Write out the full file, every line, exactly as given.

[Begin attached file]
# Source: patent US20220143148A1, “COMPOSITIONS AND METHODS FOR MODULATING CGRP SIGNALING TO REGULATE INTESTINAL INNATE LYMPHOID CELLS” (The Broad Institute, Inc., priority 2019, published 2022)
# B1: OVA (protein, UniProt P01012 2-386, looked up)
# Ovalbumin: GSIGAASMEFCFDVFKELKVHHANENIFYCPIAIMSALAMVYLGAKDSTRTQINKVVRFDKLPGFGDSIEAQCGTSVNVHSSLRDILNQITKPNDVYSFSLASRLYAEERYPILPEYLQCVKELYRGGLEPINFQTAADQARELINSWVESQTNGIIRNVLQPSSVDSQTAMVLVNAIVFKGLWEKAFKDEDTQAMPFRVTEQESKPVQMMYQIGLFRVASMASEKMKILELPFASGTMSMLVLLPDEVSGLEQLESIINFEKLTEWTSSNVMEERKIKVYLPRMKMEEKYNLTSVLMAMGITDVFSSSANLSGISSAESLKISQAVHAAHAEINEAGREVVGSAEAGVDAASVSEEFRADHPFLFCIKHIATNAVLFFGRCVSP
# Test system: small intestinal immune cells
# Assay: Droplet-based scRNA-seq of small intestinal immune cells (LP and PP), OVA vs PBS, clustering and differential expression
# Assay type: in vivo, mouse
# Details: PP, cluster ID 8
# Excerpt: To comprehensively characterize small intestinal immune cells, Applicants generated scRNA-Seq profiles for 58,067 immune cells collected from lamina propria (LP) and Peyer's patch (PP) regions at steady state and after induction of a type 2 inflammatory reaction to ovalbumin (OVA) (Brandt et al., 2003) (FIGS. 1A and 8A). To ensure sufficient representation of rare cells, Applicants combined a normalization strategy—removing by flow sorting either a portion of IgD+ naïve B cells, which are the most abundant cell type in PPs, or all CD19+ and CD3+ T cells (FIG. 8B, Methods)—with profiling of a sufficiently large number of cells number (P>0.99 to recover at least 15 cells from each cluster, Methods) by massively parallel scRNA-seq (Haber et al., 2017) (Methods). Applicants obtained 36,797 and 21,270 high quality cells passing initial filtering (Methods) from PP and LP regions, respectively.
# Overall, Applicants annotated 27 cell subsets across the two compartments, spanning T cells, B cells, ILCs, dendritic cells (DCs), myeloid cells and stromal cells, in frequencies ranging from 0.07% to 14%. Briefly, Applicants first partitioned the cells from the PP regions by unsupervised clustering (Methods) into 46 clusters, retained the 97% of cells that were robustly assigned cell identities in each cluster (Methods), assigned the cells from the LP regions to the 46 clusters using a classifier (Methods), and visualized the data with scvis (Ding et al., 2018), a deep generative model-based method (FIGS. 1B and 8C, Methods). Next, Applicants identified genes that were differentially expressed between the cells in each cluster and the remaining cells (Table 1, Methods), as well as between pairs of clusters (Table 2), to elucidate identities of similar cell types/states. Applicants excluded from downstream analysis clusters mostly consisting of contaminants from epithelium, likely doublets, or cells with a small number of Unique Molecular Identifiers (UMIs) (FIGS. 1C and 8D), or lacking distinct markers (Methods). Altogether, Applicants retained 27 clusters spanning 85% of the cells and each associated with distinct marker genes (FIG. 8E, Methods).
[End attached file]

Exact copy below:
# Source: patent US20220143148A1, “COMPOSITIONS AND METHODS FOR MODULATING CGRP SIGNALING TO REGULATE INTESTINAL INNATE LYMPHOID CELLS” (The Broad Institute, Inc., priority 2019, published 2022)
# B1: OVA (protein, UniProt P01012 2-386, looked up)
# Ovalbumin: GSIGAASMEFCFDVFKELKVHHANENIFYCPIAIMSALAMVYLGAKDSTRTQINKVVRFDKLPGFGDSIEAQCGTSVNVHSSLRDILNQITKPNDVYSFSLASRLYAEERYPILPEYLQCVKELYRGGLEPINFQTAADQARELINSWVESQTNGIIRNVLQPSSVDSQTAMVLVNAIVFKGLWEKAFKDEDTQAMPFRVTEQESKPVQMMYQIGLFRVASMASEKMKILELPFASGTMSMLVLLPDEVSGLEQLESIINFEKLTEWTSSNVMEERKIKVYLPRMKMEEKYNLTSVLMAMGITDVFSSSANLSGISSAESLKISQAVHAAHAEINEAGREVVGSAEAGVDAASVSEEFRADHPFLFCIKHIATNAVLFFGRCVSP
# Test system: small intestinal immune cells
# Assay: Droplet-based scRNA-seq of small intestinal immune cells (LP and PP), OVA vs PBS, clustering and differential expression
# Assay type: in vivo, mouse
# Details: PP, cluster ID 8
# Excerpt: To comprehensively characterize small intestinal immune cells, Applicants generated scRNA-Seq profiles for 58,067 immune cells collected from lamina propria (LP) and Peyer's patch (PP) regions at steady state and after induction of a type 2 inflammatory reaction to ovalbumin (OVA) (Brandt et al., 2003) (FIGS. 1A and 8A). To ensure sufficient representation of rare cells, Applicants combined a normalization strategy—removing by flow sorting either a portion of IgD+ naïve B cells, which are the most abundant cell type in PPs, or all CD19+ and CD3+ T cells (FIG. 8B, Methods)—with profiling of a sufficiently large number of cells number (P>0.99 to recover at least 15 cells from each cluster, Methods) by massively parallel scRNA-seq (Haber et al., 2017) (Methods). Applicants obtained 36,797 and 21,270 high quality cells passing initial filtering (Methods) from PP and LP regions, respectively.
# Overall, Applicants annotated 27 cell subsets across the two compartments, spanning T cells, B cells, ILCs, dendritic cells (DCs), myeloid cells and stromal cells, in frequencies ranging from 0.07% to 14%. Briefly, Applicants first partitioned the cells from the PP regions by unsupervised clustering (Methods) into 46 clusters, retained the 97% of cells that were robustly assigned cell identities in each cluster (Methods), assigned the cells from the LP regions to the 46 clusters using a classifier (Methods), and visualized the data with scvis (Ding et al., 2018), a deep generative model-based method (FIGS. 1B and 8C, Methods). Next, Applicants identified genes that were differentially expressed between the cells in each cluster and the remaining cells (Table 1, Methods), as well as between pairs of clusters (Table 2), to elucidate identities of similar cell types/states. Applicants excluded from downstream analysis clusters mostly consisting of contaminants from epithelium, likely doublets, or cells with a small number of Unique Molecular Identifiers (UMIs) (FIGS. 1C and 8D), or lacking distinct markers (Methods). Altogether, Applicants retained 27 clusters spanning 85% of the cells and each associated with distinct marker genes (FIG. 8E, Methods).